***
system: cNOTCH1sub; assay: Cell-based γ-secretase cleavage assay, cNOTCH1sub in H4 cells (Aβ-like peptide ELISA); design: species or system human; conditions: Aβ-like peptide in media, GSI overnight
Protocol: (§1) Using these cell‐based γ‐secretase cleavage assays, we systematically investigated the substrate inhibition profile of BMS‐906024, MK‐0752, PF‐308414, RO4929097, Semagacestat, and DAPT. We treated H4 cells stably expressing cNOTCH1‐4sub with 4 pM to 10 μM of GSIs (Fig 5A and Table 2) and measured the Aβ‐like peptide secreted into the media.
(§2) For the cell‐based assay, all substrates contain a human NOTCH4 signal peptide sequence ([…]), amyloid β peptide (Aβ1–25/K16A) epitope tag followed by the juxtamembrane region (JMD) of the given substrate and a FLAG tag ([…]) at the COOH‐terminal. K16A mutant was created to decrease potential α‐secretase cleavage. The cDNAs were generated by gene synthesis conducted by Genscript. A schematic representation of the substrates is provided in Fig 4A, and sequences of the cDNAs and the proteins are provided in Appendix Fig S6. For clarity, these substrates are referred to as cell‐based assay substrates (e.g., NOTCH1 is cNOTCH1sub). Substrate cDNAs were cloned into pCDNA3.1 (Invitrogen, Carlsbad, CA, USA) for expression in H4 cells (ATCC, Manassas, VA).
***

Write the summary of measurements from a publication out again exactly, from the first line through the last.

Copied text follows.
system: cNOTCH1sub; assay: Cell-based γ-secretase cleavage assay, cNOTCH1sub in H4 cells (Aβ-like peptide ELISA); design: species or system human; conditions: Aβ-like peptide in media, GSI overnight
Protocol: (§1) Using these cell‐based γ‐secretase cleavage assays, we systematically investigated the substrate inhibition profile of BMS‐906024, MK‐0752, PF‐308414, RO4929097, Semagacestat, and DAPT. We treated H4 cells stably expressing cNOTCH1‐4sub with 4 pM to 10 μM of GSIs (Fig 5A and Table 2) and measured the Aβ‐like peptide secreted into the media.
(§2) For the cell‐based assay, all substrates contain a human NOTCH4 signal peptide sequence ([…]), amyloid β peptide (Aβ1–25/K16A) epitope tag followed by the juxtamembrane region (JMD) of the given substrate and a FLAG tag ([…]) at the COOH‐terminal. K16A mutant was created to decrease potential α‐secretase cleavage. The cDNAs were generated by gene synthesis conducted by Genscript. A schematic representation of the substrates is provided in Fig 4A, and sequences of the cDNAs and the proteins are provided in Appendix Fig S6. For clarity, these substrates are referred to as cell‐based assay substrates (e.g., NOTCH1 is cNOTCH1sub). Substrate cDNAs were cloned into pCDNA3.1 (Invitrogen, Carlsbad, CA, USA) for expression in H4 cells (ATCC, Manassas, VA).